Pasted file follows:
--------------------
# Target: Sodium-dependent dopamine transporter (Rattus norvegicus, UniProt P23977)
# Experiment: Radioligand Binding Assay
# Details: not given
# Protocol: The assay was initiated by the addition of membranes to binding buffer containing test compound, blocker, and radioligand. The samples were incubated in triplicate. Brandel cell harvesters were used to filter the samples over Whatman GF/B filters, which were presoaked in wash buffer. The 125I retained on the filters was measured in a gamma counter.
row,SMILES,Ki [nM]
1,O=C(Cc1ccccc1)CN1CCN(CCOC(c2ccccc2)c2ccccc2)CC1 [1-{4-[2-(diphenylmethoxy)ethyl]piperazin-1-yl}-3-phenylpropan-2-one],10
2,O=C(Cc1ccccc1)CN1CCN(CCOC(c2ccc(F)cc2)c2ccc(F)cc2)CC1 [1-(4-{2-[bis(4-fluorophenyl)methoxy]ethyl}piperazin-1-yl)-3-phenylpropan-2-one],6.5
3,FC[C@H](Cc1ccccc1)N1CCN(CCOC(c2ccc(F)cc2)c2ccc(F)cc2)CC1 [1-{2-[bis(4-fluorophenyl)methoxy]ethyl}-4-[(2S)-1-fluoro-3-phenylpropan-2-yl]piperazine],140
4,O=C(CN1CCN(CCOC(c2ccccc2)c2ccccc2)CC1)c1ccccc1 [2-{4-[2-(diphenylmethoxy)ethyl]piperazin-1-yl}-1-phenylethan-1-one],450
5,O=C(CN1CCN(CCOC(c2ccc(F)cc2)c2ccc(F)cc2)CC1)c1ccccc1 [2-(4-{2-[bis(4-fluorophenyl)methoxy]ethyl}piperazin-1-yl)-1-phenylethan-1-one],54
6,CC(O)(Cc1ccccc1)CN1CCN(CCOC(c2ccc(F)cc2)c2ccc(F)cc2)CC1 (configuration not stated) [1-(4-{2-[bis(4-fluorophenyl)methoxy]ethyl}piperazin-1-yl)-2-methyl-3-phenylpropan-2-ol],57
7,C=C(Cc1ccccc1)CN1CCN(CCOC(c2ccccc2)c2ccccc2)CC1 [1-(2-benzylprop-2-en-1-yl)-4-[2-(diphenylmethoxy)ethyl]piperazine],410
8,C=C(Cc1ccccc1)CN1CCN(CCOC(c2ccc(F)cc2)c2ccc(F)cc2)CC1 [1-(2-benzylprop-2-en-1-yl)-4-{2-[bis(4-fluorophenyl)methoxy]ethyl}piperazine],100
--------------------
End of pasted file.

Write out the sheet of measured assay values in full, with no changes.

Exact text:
# Target: Sodium-dependent dopamine transporter (Rattus norvegicus, UniProt P23977)
# Experiment: Radioligand Binding Assay
# Details: not given
# Protocol: The assay was initiated by the addition of membranes to binding buffer containing test compound, blocker, and radioligand. The samples were incubated in triplicate. Brandel cell harvesters were used to filter the samples over Whatman GF/B filters, which were presoaked in wash buffer. The 125I retained on the filters was measured in a gamma counter.
row,SMILES,Ki [nM]
1,O=C(Cc1ccccc1)CN1CCN(CCOC(c2ccccc2)c2ccccc2)CC1 [1-{4-[2-(diphenylmethoxy)ethyl]piperazin-1-yl}-3-phenylpropan-2-one],10
2,O=C(Cc1ccccc1)CN1CCN(CCOC(c2ccc(F)cc2)c2ccc(F)cc2)CC1 [1-(4-{2-[bis(4-fluorophenyl)methoxy]ethyl}piperazin-1-yl)-3-phenylpropan-2-one],6.5
3,FC[C@H](Cc1ccccc1)N1CCN(CCOC(c2ccc(F)cc2)c2ccc(F)cc2)CC1 [1-{2-[bis(4-fluorophenyl)methoxy]ethyl}-4-[(2S)-1-fluoro-3-phenylpropan-2-yl]piperazine],140
4,O=C(CN1CCN(CCOC(c2ccccc2)c2ccccc2)CC1)c1ccccc1 [2-{4-[2-(diphenylmethoxy)ethyl]piperazin-1-yl}-1-phenylethan-1-one],450
5,O=C(CN1CCN(CCOC(c2ccc(F)cc2)c2ccc(F)cc2)CC1)c1ccccc1 [2-(4-{2-[bis(4-fluorophenyl)methoxy]ethyl}piperazin-1-yl)-1-phenylethan-1-one],54
6,CC(O)(Cc1ccccc1)CN1CCN(CCOC(c2ccc(F)cc2)c2ccc(F)cc2)CC1 (configuration not stated) [1-(4-{2-[bis(4-fluorophenyl)methoxy]ethyl}piperazin-1-yl)-2-methyl-3-phenylpropan-2-ol],57
7,C=C(Cc1ccccc1)CN1CCN(CCOC(c2ccccc2)c2ccccc2)CC1 [1-(2-benzylprop-2-en-1-yl)-4-[2-(diphenylmethoxy)ethyl]piperazine],410
8,C=C(Cc1ccccc1)CN1CCN(CCOC(c2ccc(F)cc2)c2ccc(F)cc2)CC1 [1-(2-benzylprop-2-en-1-yl)-4-{2-[bis(4-fluorophenyl)methoxy]ethyl}piperazine],100